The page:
Safety concerns close dock again

For the second time in four years, the Harper Public Fishing Pier was closed to all foot traffic on Wednesday after a routine inspection revealed rotting pilings posed a safety hazard to users of the aging wooden dock, according to Port of Bremerton officials.

Port workers were already boarding up the entrance to the popular fishing spot Wednesday evening, and Steve Slaton, director of marine facilities, said he’s not certain how long the facility will remain closed.

“We’re sensitive to how much time the pier needs to be closed, and we would like to get it back into service as quickly as possible,” Slaton said, explaining that engineers who inspected the pier last week determined there was an unacceptable amount of deteriorated pilings, or support beams.

“A number of piles have been eaten away internally by living organisms,” he said, “and the bottom line is, we shouldn’t let people on there until we fix it.”

Slaton said the structure is not so unstable that it will “fall into the water tomorrow,” and it will not fall if one person walks on it.

“But we can’t control how many people are going out there at one time, and we’re going to err on the side of caution,” he said.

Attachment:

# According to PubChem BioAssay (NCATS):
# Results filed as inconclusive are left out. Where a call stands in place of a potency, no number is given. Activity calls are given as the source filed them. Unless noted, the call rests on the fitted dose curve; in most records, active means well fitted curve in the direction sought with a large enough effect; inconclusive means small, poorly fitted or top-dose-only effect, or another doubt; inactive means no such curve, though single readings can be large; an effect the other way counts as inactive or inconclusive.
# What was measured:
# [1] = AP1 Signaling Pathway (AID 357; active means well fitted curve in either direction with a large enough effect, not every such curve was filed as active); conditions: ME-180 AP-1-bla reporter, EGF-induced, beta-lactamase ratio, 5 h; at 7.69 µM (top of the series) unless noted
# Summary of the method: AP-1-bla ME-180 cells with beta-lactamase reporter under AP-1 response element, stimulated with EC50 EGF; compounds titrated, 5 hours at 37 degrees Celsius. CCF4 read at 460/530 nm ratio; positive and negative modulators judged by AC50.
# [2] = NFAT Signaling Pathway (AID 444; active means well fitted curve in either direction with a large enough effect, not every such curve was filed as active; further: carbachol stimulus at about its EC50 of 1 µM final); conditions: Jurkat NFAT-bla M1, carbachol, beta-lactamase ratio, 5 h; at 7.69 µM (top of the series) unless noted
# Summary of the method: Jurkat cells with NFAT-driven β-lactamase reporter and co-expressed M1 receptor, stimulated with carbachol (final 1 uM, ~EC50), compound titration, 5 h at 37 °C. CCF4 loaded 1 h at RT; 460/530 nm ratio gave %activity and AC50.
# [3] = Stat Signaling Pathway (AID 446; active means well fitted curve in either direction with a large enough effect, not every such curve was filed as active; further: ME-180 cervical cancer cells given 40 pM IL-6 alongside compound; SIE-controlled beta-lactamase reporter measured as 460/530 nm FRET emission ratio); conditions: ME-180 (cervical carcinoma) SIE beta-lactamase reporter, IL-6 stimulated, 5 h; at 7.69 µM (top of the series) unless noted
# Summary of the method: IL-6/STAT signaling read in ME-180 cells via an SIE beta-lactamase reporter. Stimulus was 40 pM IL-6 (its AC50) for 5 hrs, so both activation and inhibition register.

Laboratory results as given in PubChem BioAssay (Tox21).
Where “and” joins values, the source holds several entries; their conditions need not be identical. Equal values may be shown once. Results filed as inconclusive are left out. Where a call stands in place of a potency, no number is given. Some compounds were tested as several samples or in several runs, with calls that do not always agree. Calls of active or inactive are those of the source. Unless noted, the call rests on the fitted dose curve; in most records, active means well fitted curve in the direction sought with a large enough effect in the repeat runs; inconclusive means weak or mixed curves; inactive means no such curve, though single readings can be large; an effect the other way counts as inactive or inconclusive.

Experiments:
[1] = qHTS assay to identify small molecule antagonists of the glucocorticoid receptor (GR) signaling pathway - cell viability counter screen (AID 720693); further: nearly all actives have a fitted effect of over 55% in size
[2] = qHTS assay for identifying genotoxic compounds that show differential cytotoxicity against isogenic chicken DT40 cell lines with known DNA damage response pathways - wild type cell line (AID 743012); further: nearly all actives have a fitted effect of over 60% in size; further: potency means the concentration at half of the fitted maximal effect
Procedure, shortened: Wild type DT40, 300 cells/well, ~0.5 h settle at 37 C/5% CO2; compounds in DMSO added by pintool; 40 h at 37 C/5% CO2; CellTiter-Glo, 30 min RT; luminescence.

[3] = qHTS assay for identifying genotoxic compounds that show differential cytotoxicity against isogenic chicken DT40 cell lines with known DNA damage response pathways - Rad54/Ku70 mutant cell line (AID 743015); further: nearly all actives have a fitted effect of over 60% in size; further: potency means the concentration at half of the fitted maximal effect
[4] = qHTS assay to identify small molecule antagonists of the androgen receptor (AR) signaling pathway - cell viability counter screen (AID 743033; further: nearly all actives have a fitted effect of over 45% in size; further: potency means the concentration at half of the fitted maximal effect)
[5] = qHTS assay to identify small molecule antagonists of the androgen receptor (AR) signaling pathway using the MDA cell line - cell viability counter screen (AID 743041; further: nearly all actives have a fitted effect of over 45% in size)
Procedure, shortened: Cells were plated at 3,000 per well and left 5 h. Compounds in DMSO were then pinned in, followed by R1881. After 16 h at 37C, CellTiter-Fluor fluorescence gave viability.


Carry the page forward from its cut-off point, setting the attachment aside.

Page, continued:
Slaton said this unfortunately is going to occur with wooden piers.

“Wooden piers are just not the way to go now,” he said.

“Deterioration of older, wooden, over-water structures can occur very rapidly, and citizen safety is our first consideration,” Port CEO Ken Attebery said in a press release. “Until we have corrected the structural deficiencies, and are assured the pier is safe, it will remain closed.”

Slaton said port staff and civil engineers are currently looking at both an interim, short-term, fix and a longer-term fix.

“We may put in a less-expensive fix and get recreational use back on-line, then let the engineers work on a longer term fix,” he said, noting he expects “a plan of action will be prepared within a month.”

Though he could not estimate how long either fix would take, Slaton said he anticipates it will not require as long a closure as last time, when the pier was closed from 1999 until 2002.

“We don’t expect it to be closed for that long,” he said, explaining that he anticipates the permitting process and construction itself will take less time.

Referring to a controversial curfew imposed on the pier earlier this year, South Kitsap Commissioner Mary Ann Huntington said at the time that any closure of the pier causes a large impact on the community.

“When we had to close the pier for two years to replace the pilings, talk about an angry crowd,” Huntington said. “I don’t want to see that happen again.”

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